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Facing prison, armless driver says hes turning in the keys after 2 decades of legal disputes
Armless Driver
Michael Wiley demonstrates how he drives June 9, 2006, in the driveway of his Port Richey, Fla. home. Wiley lost both arms and a leg in an electrical accident and taught himself to drive using his stumps, toes and teeth. Wiley is scheduled to face a judge Friday, Aug. 3, 2007, for sentencing on a half-dozen felony traffic and drug possession charges. - photo by Associated Press
    LAND O’ LAKES, Fla. — There was a time when nothing could keep Michael Francis Wiley from behind the wheel — not even a triple amputation that makes simple tasks like tying a shoe impossible.
    Even police, who busted Wiley so many times that it’s now a felony for him to drive, couldn’t stop him.
    But now he is at the end of the road: He is scheduled to face a judge Friday for sentencing on a new round of felony traffic and drug possession charges. Prosecutors want to put him in jail for five years, and this time, Wiley says he’s turning in the keys for good.
    ‘‘I’m beat. The white flag is up,’’ said Wiley, 40, from behind thick glass in the Pasco County Jail. ‘‘You can only bang your head against the wall so long before it hurts.’’
    Wiley lost his arms and most of his left leg in a 1980 accident when he was 13. He fell off an elevated train platform while fooling around at an abandoned switching station in New York City, and grabbed a live electrical line to break his fall. He touched metal while trying to regain his footing, and roughly 11,000 volts of electricity surged through his arms and legs.
    He learned to live without limbs. He taught himself to drive. He starts the car with his toes, shifts with his knee and steers with the stump of his left arm. He turns on the lights with his teeth.
    Driving, he says, is one of the few things that lets him feel free and exert his independence.
    ‘‘I’m an excellent driver,’’ Wiley said. ‘‘It is something I can do well by myself. I’ve been thoroughly tested by the department of motor vehicles and I passed with flying colors.’’
    On that point, authorities disagree. His clashes with authorities over his driving habits date back two decades.
    He once had a valid license, but it has been suspended several times for motor vehicle and drug infractions. Wiley has said he turned to drugs — both prescription and illegal — to numb his chronic pain.
    He’s been accused of everything from sneaking drugs into jail in his prosthetic leg, possessing marijuana while driving to kicking a Florida Highway Patrol officer investigating a crash. He’s led police on chases.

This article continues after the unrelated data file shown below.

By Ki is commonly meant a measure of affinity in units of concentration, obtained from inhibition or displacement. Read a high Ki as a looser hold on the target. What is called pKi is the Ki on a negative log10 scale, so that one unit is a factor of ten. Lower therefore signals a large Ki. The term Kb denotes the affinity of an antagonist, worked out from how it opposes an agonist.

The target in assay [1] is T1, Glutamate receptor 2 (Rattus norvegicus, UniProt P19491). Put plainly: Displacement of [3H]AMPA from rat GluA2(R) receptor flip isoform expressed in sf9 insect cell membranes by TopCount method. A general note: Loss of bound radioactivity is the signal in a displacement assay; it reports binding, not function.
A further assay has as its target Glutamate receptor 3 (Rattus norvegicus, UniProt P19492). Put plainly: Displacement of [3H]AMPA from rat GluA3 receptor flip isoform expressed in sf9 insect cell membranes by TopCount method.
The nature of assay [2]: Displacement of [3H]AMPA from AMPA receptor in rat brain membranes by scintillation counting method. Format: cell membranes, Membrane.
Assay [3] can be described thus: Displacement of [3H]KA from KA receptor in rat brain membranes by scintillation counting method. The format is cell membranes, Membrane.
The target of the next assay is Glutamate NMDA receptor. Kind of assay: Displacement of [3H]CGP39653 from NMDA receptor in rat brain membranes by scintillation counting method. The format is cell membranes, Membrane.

He has 12 convictions for felony driving with a suspended license since 1996, according to Florida Department of Corrections records. And though he’s served prison time for five of them, until now, it’s never been enough to keep him off the road.
    ‘‘It’s something I can do independently. I know it’s wrong, but it’s something I can do by myself,’’ Wiley said.
    Wiley was already facing felony charges of driving without a license on May 8 when a police officer spotted him behind the wheel of a blue Ford Explorer at a convenience store. The officer told him to wait while he ran a license check.
    He put the truck in gear and sped off, according to the arrest report. Officers pursued, but called off the chase because the Ford was zipping through oncoming traffic in a ‘‘reckless’’ manner. Wiley was arrested the next day and charged with fleeing.
    Wiley won’t discuss the specifics of his case, but said fear of drug withdrawal is one of the reasons he fled.
    In June, Wiley entered a no contest plea to a variety of driving and drug charges. He plans to ask the judge for mercy and hopes to get sentenced to a drug treatment program. His attorney, John Hooker of Tampa, said it is unlikely Wiley will avoid a prison sentence.
    ‘‘It’s sad to say. I just hope the system has not given up on him,’’ Hooker said. ‘‘He hasn’t hurt anyone but himself and his family.’’
    When it’s all over, Wiley plans to go somewhere far away, where police won’t recognize him on site.
    ‘‘I don’t like the idea that I’m Pasco County’s most notorious driver. That’s hype,’’ Wiley said. ‘‘I’m not public enemy No. 1. I’m just a regular guy with some handicaps. I made a few mistakes. I’m sorry and I’m paying for them.’’

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